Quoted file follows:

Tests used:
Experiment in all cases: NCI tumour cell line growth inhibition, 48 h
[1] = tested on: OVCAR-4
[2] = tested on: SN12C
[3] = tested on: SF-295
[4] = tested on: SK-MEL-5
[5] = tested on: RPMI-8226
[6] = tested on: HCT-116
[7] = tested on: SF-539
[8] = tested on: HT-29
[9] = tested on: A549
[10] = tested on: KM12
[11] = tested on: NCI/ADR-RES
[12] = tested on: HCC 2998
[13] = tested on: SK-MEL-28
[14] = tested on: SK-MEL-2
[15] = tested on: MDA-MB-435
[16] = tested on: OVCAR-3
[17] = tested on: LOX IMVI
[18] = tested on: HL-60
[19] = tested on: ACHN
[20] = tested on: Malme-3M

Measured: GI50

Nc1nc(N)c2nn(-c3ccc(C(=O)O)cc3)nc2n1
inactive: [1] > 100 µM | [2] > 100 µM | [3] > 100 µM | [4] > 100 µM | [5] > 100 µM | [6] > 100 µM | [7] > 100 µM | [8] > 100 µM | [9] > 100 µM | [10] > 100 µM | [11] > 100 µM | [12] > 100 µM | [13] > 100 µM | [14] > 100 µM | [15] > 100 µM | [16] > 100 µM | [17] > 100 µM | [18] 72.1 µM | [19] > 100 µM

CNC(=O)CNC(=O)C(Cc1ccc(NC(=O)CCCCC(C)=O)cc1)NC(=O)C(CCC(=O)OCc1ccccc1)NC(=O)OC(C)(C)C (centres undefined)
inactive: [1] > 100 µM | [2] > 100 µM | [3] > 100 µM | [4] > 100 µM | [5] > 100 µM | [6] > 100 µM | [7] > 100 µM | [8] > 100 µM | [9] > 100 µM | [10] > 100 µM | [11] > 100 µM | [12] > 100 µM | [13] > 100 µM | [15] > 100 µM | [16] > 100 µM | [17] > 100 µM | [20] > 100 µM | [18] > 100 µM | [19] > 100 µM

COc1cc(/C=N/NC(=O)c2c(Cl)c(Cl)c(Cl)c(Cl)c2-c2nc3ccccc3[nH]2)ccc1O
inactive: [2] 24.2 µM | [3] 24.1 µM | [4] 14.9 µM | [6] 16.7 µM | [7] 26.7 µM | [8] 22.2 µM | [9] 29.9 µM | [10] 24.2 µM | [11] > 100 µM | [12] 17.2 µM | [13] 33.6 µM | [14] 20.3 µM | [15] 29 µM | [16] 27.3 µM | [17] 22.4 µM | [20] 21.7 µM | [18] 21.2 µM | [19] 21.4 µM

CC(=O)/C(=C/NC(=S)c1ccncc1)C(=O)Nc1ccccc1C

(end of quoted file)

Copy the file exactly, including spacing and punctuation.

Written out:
Tests used:
Experiment in all cases: NCI tumour cell line growth inhibition, 48 h
[1] = tested on: OVCAR-4
[2] = tested on: SN12C
[3] = tested on: SF-295
[4] = tested on: SK-MEL-5
[5] = tested on: RPMI-8226
[6] = tested on: HCT-116
[7] = tested on: SF-539
[8] = tested on: HT-29
[9] = tested on: A549
[10] = tested on: KM12
[11] = tested on: NCI/ADR-RES
[12] = tested on: HCC 2998
[13] = tested on: SK-MEL-28
[14] = tested on: SK-MEL-2
[15] = tested on: MDA-MB-435
[16] = tested on: OVCAR-3
[17] = tested on: LOX IMVI
[18] = tested on: HL-60
[19] = tested on: ACHN
[20] = tested on: Malme-3M

Measured: GI50

Nc1nc(N)c2nn(-c3ccc(C(=O)O)cc3)nc2n1
inactive: [1] > 100 µM | [2] > 100 µM | [3] > 100 µM | [4] > 100 µM | [5] > 100 µM | [6] > 100 µM | [7] > 100 µM | [8] > 100 µM | [9] > 100 µM | [10] > 100 µM | [11] > 100 µM | [12] > 100 µM | [13] > 100 µM | [14] > 100 µM | [15] > 100 µM | [16] > 100 µM | [17] > 100 µM | [18] 72.1 µM | [19] > 100 µM

CNC(=O)CNC(=O)C(Cc1ccc(NC(=O)CCCCC(C)=O)cc1)NC(=O)C(CCC(=O)OCc1ccccc1)NC(=O)OC(C)(C)C (centres undefined)
inactive: [1] > 100 µM | [2] > 100 µM | [3] > 100 µM | [4] > 100 µM | [5] > 100 µM | [6] > 100 µM | [7] > 100 µM | [8] > 100 µM | [9] > 100 µM | [10] > 100 µM | [11] > 100 µM | [12] > 100 µM | [13] > 100 µM | [15] > 100 µM | [16] > 100 µM | [17] > 100 µM | [20] > 100 µM | [18] > 100 µM | [19] > 100 µM

COc1cc(/C=N/NC(=O)c2c(Cl)c(Cl)c(Cl)c(Cl)c2-c2nc3ccccc3[nH]2)ccc1O
inactive: [2] 24.2 µM | [3] 24.1 µM | [4] 14.9 µM | [6] 16.7 µM | [7] 26.7 µM | [8] 22.2 µM | [9] 29.9 µM | [10] 24.2 µM | [11] > 100 µM | [12] 17.2 µM | [13] 33.6 µM | [14] 20.3 µM | [15] 29 µM | [16] 27.3 µM | [17] 22.4 µM | [20] 21.7 µM | [18] 21.2 µM | [19] 21.4 µM

CC(=O)/C(=C/NC(=S)c1ccncc1)C(=O)Nc1ccccc1C